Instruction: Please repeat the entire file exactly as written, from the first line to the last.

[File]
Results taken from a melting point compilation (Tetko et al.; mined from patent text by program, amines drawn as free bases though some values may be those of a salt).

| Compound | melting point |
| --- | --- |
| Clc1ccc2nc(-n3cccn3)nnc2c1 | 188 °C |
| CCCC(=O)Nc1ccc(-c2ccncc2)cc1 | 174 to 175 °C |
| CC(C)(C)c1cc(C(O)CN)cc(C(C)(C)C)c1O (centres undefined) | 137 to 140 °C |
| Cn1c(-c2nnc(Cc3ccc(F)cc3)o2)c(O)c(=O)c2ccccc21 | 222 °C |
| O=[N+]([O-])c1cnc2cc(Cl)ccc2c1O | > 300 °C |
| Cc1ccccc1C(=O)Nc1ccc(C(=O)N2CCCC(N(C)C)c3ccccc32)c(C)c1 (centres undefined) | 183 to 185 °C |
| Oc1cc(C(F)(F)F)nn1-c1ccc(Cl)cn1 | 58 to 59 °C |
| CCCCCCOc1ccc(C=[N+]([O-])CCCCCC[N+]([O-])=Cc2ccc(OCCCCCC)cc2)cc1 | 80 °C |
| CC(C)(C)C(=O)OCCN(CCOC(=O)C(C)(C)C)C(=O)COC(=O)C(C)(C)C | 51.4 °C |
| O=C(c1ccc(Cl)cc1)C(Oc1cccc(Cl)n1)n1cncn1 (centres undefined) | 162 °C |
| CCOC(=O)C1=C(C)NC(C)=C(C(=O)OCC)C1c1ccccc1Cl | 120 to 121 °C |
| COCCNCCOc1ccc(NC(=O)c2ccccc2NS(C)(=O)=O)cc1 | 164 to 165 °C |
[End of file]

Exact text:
Results taken from a melting point compilation (Tetko et al.; mined from patent text by program, amines drawn as free bases though some values may be those of a salt).

| Compound | melting point |
| --- | --- |
| Clc1ccc2nc(-n3cccn3)nnc2c1 | 188 °C |
| CCCC(=O)Nc1ccc(-c2ccncc2)cc1 | 174 to 175 °C |
| CC(C)(C)c1cc(C(O)CN)cc(C(C)(C)C)c1O (centres undefined) | 137 to 140 °C |
| Cn1c(-c2nnc(Cc3ccc(F)cc3)o2)c(O)c(=O)c2ccccc21 | 222 °C |
| O=[N+]([O-])c1cnc2cc(Cl)ccc2c1O | > 300 °C |
| Cc1ccccc1C(=O)Nc1ccc(C(=O)N2CCCC(N(C)C)c3ccccc32)c(C)c1 (centres undefined) | 183 to 185 °C |
| Oc1cc(C(F)(F)F)nn1-c1ccc(Cl)cn1 | 58 to 59 °C |
| CCCCCCOc1ccc(C=[N+]([O-])CCCCCC[N+]([O-])=Cc2ccc(OCCCCCC)cc2)cc1 | 80 °C |
| CC(C)(C)C(=O)OCCN(CCOC(=O)C(C)(C)C)C(=O)COC(=O)C(C)(C)C | 51.4 °C |
| O=C(c1ccc(Cl)cc1)C(Oc1cccc(Cl)n1)n1cncn1 (centres undefined) | 162 °C |
| CCOC(=O)C1=C(C)NC(C)=C(C(=O)OCC)C1c1ccccc1Cl | 120 to 121 °C |
| COCCNCCOc1ccc(NC(=O)c2ccccc2NS(C)(=O)=O)cc1 | 164 to 165 °C |